Title: White Christmas
Released: 1954

White Christmas is the greatest classic Christmas movie ever made, imho. Some of you will try and argue with me using It’s A Wonderful Life or Miracle on 34th Street, but you will be wrong (sorry Erin). This movie has it all — love, comedy, singing, dancing! And isn’t so saccharine that it makes me want to punch reindeer like some other movies I may or may not have just mentioned.

Some of you may ever argue for Holiday Inn. “Megan!” you’ll say. “It came first and the original is always the best!” Wrong. Back to the Future would have something to say against that logic. Also, White Christmas has ONE HUNDRED PERCENT LESS black face than Holiday Inn. Which is an auto-win in my book. So let’s begin!

The So-Called Plot:

Out story begins on Christmas Eve, on the front lines of what we assume to be WWII, but actually takes place on one of the saddest looking war set pieces I’ve ever seen. Caption Bob Wallace (Bing Crosby), who was a performer of some renown before the war, is putting on a Christmas show for his fellow troops. The troops are also wishing goodbye to their beloved General Waverly (referred to as “The Old Man” despite the actor being the exact same age as Bing), who is being relieved of command. Christmas celebrations are cut short as the troops fall under barrage of enemy artillery.

Bob is nearly killed by a falling wall, but is rescued by Private Phil Davis (Danny Kaye), who injures himself in the process. Phil wants to be a performer and uses his not-very-severe injury to guilt Bob into creating a duo act with him. After the war and over the years, “Wallace and Davis” become an extremely successful act, against all odds, since their act consists mostly of singing whilst shuffling around with canes. Phil (who is a classic cad/womanizer) doesn’t like how hard stick-in-the-mud Bob works them and is convinced that if Bob just gets laid married, he will chill out.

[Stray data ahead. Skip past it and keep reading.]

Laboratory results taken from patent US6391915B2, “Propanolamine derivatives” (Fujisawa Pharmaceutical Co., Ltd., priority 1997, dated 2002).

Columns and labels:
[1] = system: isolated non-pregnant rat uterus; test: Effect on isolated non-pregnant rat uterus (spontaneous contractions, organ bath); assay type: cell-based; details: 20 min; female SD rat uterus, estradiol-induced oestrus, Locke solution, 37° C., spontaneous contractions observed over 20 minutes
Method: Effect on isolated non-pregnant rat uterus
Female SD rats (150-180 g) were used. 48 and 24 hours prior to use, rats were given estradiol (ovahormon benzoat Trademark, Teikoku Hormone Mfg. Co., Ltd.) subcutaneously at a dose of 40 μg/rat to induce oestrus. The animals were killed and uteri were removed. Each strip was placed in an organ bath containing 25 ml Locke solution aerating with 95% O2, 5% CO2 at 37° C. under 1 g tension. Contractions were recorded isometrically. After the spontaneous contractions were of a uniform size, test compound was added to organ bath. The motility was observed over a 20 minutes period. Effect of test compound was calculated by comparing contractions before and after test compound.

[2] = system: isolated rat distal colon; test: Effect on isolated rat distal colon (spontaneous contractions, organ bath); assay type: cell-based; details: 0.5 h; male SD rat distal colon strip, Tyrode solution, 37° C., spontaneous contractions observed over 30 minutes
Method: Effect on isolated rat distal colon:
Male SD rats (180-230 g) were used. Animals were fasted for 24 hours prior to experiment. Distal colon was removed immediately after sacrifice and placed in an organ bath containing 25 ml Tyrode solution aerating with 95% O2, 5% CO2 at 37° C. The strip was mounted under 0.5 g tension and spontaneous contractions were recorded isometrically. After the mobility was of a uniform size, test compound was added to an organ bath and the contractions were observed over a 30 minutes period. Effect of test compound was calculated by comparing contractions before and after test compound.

Bob and Phil soon meet performer sisters Betty (Rosemary Clooney) and Judy (Vera-Ellen). Bob is immediately smitten with Betty and Phil sets out to play matchmaker. The sisters have booked a gig in Vermont and Phil tricks Bob into following after them. When they reach their destination in Vermont, Bob and Phil discover that the down-on-its-luck Inn they’re staying in is owned and run by their former General.

Determined to help “The Old Man” out, Bob recruits all the performers of his Broadway act to come up to Vermont and put on a Christmas show. Bob also goes on a popular teevee show and requests that all the members of his old Command come up to Vermont to surprise “The Old Man.” Betty and Bob begin to develop feelings for each other, but Betty is (wrongly) convinced that Bob is using his Christmas performance to make money off “The Old Man’s” situation. But instead of asking him directly, she dances around the topic, acts like a bitch and runs off to New York to sing sad songs about love.

There is singing and dancing and even a fake engagement, and, in the end, everything works out just in time for Christmas. In an ending worthy of Shakespeare, Bob and Betty declare their feelings for each other and Phil and Judy do as well. AND it snows.

Casting Callback:

Bing Crosby as Bob Wallace

What can one say about Bing?! Singer, actor, legend! Possible child beater. But I really hope that last one isn’t true.

Danny Kaye as Phil Davis

To be honest, this movie is exclusively how I know Danny Kaye. But the dancing, the jokes! He is just so delightful.

Rosemary Clooney as Betty Haynes

Hey, it’s George Clooney’s aunt! Rosemary made a bigger name for herself as a singer than an actress which is understandable because that voice! So lovely.

Vera-Ellen as Judy Haynes

When this lady is dancing, it’s impossible to take your eyes off of her. So lovely and talented.

Chemistry Grade: A